*sighs heavily, walks over to big DAYS SINCE MAX GOT TOO DRUNK AT AN OFFICE PARTY AND EMBARRASSED HIMSELF sign, flips number back to 0* —Max Read


15 years ago, the neurosciences defined the main function of brains in terms of processing input to compute output: “brain function is ultimately best understood in terms of input/output transformations and how they are produced” wrote Mike Mauk in 2000.

Since then, a lot of things have been discovered that make this stimulus-response concept untenable and potentially based largely on laboratory artifacts.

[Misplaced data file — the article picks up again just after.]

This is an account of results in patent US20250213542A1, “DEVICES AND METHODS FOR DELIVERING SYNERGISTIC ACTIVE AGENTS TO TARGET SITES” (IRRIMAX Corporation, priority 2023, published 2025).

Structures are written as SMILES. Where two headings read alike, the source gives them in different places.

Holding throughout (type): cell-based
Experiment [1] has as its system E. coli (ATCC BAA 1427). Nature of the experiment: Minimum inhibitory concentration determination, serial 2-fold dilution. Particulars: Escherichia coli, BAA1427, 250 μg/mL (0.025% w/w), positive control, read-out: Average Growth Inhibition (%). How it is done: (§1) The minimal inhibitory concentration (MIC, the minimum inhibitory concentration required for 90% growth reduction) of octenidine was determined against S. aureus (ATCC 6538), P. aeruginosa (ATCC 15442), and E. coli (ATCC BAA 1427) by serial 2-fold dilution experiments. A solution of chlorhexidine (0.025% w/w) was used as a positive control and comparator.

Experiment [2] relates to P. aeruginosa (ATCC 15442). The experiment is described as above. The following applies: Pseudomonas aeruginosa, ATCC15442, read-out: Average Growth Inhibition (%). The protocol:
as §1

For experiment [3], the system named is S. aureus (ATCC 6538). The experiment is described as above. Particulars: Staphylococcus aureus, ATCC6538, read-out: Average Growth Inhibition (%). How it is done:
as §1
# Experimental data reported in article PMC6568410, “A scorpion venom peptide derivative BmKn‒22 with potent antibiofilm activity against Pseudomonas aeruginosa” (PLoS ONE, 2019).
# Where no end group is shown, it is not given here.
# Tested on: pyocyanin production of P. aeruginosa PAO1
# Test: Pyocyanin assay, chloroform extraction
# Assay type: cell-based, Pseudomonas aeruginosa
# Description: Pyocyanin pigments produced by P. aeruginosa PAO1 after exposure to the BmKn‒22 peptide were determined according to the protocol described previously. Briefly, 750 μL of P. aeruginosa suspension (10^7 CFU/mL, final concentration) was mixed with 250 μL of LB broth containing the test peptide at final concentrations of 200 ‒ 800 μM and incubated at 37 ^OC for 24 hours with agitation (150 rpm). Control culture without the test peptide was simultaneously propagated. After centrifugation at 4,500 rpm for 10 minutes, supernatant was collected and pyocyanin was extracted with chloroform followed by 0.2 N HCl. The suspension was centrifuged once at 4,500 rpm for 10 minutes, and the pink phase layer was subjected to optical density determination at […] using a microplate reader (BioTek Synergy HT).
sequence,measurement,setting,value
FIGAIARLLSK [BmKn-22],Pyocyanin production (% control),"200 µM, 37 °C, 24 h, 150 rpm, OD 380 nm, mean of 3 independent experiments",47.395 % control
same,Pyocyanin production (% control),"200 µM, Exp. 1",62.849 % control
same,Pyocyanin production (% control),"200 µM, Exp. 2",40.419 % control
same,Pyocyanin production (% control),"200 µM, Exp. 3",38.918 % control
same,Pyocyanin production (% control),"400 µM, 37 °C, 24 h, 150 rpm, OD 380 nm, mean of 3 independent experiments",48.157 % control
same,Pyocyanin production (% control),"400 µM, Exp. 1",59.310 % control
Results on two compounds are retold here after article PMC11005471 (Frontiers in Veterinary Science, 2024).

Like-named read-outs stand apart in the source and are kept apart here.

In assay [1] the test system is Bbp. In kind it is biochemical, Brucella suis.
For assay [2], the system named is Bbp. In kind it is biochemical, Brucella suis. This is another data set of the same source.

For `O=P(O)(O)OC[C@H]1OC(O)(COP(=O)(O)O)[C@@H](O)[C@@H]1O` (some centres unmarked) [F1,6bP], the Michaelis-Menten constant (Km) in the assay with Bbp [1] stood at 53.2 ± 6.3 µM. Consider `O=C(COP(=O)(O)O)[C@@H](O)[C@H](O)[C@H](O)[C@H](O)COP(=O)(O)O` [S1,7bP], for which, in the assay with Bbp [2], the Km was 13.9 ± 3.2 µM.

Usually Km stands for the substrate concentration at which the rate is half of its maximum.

For instance, it was discovered that the likely ancestral state of behavioral organization is one of probing the environment with ongoing, variable actions first and evaluating sensory feedback later (i.e., the inverse of stimulus response). […]

In humans, functional magnetic resonance imaging (fMRI) studies over the last decade and a half revealed that the human brain is far from passively waiting for stimuli, but rather constantly produces ongoing, variable activity, and just shifts this activity over to other networks when we move from rest to task or switch between tasks.

{ Björn Brembs | Continue reading }